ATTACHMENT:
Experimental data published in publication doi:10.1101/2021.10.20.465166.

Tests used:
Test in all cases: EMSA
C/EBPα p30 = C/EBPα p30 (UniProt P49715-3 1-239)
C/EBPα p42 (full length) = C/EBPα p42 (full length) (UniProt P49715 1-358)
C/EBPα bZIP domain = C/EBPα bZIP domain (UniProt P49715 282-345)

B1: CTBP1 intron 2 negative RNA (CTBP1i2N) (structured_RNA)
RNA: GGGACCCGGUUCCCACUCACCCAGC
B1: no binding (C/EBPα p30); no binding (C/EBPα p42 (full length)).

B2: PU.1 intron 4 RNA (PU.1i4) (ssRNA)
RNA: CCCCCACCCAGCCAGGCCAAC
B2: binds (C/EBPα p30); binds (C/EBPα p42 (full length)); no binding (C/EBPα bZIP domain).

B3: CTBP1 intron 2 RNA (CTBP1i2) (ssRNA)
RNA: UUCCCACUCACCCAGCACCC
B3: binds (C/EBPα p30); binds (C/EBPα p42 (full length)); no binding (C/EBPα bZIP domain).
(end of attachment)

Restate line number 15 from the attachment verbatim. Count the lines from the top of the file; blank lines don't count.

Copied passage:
B3: binds (C/EBPα p30); binds (C/EBPα p42 (full length)); no binding (C/EBPα bZIP domain).